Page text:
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Mid-tier urged to make more of pro bono

Mid-tier urged to make more of pro bono

FEDERAL Attorney-General Philip Ruddock has praised the legal profession’s commitment to delivering justice through pro bono work. But, while both large firms and smaller firms make considerable…

FEDERAL Attorney-General Philip Ruddock has praised the legal profession’s commitment to delivering justice through pro bono work.

But, while both large firms and smaller firms make considerable contributions of pro bono work, more can be done by mid-tier firms in particular, according to National Pro Bono Resource Centre director John Corker.

Ruddock’s comments came at the recent launch of the National Pro Bono Resource Centre’s Best Practice Pro Bono Sessions, designed to assist firms develop and enhance their pro bono practices.

Lawyers often receive undeserved criticism, as critics do not acknowledge their invaluable contribution to pro bono work, said Ruddock. “Pro bono work is not something that goes on at the margins of the profession,” he said, “it is integral to the work of legal practices of all types.”

But, according to Corker, although six large firms stated in a submission to the Government last year that between them they had provided more than 75,000 hours of in-house pro bono legal assistance for clients who would otherwise have had no legal advice, smaller firms actually make a larger contribution.

An ABS survey of the profession in 2001/2002 showed that small firms are doing more pro bono per lawyer than large firms. Whether this is still the case should be established by a national survey of firms and lawyers that the Centre is currently undertaking.

Ruddock said pro bono work was important in ensuring Australia’s legal system is accessible to all, as well as making sure the law and the profession continue to be of service to the community.

But, according to Corker, the capacity exists across the whole profession to do more pro bono work. The sessions, which focus on mid-tier firms, look at ways to expand firms’ provision of the work. “We are working with government lawyers, in-house corporate lawyers and law students to facilitate, further and better pro bono.”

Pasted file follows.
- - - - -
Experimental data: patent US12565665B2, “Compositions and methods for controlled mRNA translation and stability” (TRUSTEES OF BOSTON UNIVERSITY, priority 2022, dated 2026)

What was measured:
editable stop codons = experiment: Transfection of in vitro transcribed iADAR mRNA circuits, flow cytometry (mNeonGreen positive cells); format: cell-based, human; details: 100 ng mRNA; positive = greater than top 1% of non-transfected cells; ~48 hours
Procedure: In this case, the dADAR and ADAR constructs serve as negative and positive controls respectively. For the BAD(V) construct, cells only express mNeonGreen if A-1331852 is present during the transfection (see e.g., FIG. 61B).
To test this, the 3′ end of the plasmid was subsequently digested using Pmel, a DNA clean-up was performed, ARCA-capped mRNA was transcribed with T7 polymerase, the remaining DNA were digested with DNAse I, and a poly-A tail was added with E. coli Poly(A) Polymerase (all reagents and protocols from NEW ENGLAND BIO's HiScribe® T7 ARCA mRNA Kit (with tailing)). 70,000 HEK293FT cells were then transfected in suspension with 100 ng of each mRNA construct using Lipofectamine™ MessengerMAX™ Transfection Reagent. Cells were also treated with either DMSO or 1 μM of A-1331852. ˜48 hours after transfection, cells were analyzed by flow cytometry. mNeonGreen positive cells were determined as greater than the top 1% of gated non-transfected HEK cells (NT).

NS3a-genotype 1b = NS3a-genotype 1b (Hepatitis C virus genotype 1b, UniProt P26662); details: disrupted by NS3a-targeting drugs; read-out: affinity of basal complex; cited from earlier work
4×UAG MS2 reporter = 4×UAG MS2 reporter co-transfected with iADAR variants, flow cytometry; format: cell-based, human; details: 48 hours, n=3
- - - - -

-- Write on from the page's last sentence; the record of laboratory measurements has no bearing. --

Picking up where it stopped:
“The burden could be shared more evenly across the profession… [It is] good for business and is a good story for the profession and we want to make the most of every opportunity to tell it,” he said.

Corker made special mention, though, of Sparke Helmore and Ebsworth & Ebsworth, two medium sized firms that have high commitment to pro bono, he said.

The new Best Practice Pro Bono Sessions were devised recently with the support of pro bono coordinators and a number of firms that have agreed to host the sessions. A mixture of seminars and workshops, the sessions are intended to provide practical assistance on operating and managing a firm’s pro bono practice.

Corker urged firms to use the information from the sessions in their practice of law, “distribute it to other partners and encourage attendance at the sessions”.

The sessions will be held on the first Wednesday of each month starting this month and continuing through until December. The next session will be ‘Working with Community Legal Centres’, to be held in Sydney on April 6.

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Mid-tier urged to make more of pro bono
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